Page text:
The National Institute for Health and Care Excellence (NICE) has published a new guideline for chronic pain. This guideline was driven by the urgent need to cut down prescriptions of opioids and other painkillers and includes acupuncture as one of the four recommended treatments.
This is NICE’s first guideline for chronic pain in general, rather than a specific painful condition, and the implications of these recommendations are enormous for UK healthcare policy and allocation of resources.
Around a third of the population may be affected by chronic pain; many of those also have a diagnosis of depression, and it is a major contributor to absence from work.
Pain management in this new guideline is focused on chronic primary pain, i.e. there is no underlying condition that adequately accounts for the pain or its impact. It is often accompanied by significant emotional distress and functional disability.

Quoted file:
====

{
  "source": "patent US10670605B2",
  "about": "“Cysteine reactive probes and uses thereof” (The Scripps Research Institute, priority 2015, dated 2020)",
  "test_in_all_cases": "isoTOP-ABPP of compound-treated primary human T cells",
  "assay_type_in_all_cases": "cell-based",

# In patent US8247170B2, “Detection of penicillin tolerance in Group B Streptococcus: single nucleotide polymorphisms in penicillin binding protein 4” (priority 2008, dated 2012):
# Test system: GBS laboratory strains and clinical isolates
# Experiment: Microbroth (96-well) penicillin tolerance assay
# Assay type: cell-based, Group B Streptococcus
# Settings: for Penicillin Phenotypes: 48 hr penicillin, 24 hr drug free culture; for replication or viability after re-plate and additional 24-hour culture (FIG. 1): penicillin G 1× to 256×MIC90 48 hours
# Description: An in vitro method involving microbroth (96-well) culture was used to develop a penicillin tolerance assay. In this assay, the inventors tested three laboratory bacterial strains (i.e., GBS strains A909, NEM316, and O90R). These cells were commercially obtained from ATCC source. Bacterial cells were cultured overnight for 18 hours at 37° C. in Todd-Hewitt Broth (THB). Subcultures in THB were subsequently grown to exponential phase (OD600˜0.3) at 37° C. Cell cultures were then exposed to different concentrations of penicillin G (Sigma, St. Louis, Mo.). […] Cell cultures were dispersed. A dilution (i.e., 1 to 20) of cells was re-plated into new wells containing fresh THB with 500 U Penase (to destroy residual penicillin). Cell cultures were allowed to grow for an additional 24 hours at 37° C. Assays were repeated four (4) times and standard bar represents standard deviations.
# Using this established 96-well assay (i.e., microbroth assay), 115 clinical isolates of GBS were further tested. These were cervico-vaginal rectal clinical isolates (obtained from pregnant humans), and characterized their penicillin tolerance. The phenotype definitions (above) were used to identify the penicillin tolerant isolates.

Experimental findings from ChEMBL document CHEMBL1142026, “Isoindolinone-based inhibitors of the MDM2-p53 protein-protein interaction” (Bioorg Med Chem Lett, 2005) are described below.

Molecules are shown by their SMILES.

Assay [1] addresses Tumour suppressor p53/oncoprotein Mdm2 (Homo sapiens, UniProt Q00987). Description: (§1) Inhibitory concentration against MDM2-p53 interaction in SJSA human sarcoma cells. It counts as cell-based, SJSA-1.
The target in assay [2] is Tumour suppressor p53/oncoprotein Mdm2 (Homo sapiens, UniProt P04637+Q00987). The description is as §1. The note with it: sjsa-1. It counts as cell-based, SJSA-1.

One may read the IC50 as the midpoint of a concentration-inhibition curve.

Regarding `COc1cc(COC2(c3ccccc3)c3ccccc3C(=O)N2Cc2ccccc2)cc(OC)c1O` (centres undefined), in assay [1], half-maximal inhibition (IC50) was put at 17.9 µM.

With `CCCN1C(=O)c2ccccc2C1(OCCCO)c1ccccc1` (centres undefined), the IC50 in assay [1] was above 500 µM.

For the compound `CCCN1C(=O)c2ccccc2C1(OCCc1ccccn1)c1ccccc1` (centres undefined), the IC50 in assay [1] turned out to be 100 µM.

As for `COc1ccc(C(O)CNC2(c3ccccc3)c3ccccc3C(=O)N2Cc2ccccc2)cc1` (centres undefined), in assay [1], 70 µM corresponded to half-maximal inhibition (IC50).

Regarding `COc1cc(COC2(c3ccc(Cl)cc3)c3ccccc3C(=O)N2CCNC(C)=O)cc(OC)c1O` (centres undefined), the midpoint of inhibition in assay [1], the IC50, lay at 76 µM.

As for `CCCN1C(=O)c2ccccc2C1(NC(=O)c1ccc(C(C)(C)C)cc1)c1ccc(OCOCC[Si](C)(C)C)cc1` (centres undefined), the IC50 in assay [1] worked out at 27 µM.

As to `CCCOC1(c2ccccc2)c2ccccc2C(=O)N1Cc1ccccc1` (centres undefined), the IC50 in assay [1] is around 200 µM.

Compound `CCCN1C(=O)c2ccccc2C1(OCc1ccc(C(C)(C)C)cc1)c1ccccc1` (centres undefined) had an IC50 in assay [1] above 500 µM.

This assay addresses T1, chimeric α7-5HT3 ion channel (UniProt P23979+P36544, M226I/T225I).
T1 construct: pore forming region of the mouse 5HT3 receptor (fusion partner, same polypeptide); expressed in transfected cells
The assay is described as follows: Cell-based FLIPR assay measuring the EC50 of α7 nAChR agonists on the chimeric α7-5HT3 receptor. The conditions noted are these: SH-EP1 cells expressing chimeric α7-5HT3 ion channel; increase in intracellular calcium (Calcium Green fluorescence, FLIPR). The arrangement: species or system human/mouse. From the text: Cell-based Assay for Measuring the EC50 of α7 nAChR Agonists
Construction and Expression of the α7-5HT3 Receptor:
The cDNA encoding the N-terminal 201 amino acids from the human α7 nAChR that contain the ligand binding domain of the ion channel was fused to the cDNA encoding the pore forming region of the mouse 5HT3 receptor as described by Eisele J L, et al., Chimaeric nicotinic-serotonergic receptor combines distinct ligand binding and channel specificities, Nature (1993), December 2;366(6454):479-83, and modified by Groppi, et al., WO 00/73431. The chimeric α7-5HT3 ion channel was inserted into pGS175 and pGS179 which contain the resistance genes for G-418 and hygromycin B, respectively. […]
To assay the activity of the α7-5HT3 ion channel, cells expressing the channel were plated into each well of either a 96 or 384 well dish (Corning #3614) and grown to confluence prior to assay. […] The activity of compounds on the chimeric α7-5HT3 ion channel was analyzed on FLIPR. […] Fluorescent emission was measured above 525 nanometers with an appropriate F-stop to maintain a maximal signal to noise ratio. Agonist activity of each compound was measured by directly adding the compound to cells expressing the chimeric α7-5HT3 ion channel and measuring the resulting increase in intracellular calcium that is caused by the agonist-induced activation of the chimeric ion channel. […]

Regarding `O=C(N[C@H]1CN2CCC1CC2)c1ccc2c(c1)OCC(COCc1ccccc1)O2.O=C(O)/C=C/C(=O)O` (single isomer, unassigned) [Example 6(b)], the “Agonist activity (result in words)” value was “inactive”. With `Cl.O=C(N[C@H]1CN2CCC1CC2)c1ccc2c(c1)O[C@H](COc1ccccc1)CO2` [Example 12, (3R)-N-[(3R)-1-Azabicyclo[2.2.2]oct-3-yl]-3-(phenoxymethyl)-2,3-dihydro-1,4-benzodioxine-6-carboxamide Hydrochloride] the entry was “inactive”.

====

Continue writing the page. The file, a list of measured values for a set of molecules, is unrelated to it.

Common conditions that would qualify are fibromyalgia, myofascial pain (i.e. in the muscles and surrounding connective tissue), chronic neck pain and chronic pelvic pain, as well as many others.
Acupuncture (within a traditional Chinese or a western framework) is recommended alongside; exercise programs, psychological therapies and antidepressant drugs.
NICE considered a number of treatments in creating this guideline including opioids, anti-inflammatories, paracetamol, benzodiazepines and gabapentinoids. None of these were found to have evidence of benefit for chronic pain and there are possible harms associated with their use. Acupuncture was found to be superior to both sham and usual care for pain according to the 32 studies reviewed by NICE.
Two existing studies, and a further analysis by NICE, showed that acupuncture was cost-effective within a NHS framework.
This new guideline is a significant development for both patients with chronic pain and acupuncture practitioners in the UK. BAcC accredited acupuncturists are particularly well qualified for treating the wide spectrum of symptoms seen in patients with chronic primary pain conditions due to their degree level training and wide scope of practice.
To learn more about the guideline, click here: https://www.nice.org.uk/guidance/NG193